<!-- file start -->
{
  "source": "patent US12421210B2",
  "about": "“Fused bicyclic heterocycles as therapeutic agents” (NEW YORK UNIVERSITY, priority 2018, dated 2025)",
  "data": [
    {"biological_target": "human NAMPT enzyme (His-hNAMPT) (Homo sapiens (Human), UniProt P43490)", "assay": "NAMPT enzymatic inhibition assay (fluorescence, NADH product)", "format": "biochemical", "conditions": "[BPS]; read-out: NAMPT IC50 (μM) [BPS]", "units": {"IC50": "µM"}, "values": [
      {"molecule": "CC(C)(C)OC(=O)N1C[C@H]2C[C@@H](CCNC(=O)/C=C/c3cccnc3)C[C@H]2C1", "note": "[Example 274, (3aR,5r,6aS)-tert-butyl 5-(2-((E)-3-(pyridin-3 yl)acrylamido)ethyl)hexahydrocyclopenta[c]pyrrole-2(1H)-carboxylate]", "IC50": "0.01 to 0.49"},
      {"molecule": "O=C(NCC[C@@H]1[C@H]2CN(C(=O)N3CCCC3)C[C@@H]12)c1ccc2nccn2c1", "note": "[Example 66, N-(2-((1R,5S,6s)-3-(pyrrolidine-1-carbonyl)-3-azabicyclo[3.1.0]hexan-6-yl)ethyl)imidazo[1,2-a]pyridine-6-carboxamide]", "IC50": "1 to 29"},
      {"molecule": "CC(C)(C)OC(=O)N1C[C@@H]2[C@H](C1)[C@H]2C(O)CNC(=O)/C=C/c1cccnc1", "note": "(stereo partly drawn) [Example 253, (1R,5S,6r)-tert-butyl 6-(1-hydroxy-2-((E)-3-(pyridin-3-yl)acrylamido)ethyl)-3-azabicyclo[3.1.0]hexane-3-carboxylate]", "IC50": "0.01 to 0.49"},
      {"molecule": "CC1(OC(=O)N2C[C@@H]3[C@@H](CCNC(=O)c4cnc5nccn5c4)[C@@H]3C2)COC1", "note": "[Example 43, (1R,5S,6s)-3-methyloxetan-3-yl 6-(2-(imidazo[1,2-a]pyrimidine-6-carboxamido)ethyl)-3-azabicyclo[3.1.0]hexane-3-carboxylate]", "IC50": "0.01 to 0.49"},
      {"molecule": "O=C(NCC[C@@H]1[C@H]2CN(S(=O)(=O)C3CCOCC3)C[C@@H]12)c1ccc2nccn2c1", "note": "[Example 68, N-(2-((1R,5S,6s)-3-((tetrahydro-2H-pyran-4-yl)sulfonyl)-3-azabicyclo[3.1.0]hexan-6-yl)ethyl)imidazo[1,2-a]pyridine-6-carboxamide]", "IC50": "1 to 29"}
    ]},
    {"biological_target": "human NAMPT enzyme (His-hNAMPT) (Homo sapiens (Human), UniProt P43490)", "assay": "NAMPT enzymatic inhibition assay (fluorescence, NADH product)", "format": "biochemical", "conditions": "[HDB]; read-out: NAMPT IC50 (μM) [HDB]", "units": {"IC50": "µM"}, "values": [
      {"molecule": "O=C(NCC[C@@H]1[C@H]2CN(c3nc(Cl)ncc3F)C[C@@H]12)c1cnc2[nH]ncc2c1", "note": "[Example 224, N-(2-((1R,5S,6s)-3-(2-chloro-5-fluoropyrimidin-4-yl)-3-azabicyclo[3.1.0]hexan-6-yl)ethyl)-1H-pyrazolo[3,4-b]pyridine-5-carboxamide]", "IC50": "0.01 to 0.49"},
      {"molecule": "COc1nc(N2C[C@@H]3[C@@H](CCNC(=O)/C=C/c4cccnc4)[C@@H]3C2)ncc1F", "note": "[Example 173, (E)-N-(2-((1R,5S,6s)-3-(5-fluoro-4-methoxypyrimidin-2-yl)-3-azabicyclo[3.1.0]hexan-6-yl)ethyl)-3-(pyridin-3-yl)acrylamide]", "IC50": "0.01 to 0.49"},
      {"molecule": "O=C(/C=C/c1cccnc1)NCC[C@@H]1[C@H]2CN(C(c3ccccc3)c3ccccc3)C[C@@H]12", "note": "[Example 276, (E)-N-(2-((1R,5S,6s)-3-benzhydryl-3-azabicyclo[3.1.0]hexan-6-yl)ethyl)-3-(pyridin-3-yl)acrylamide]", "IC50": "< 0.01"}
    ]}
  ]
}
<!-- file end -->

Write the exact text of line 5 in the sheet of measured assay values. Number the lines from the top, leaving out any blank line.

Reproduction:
    {"biological_target": "human NAMPT enzyme (His-hNAMPT) (Homo sapiens (Human), UniProt P43490)", "assay": "NAMPT enzymatic inhibition assay (fluorescence, NADH product)", "format": "biochemical", "conditions": "[BPS]; read-out: NAMPT IC50 (μM) [BPS]", "units": {"IC50": "µM"}, "values": [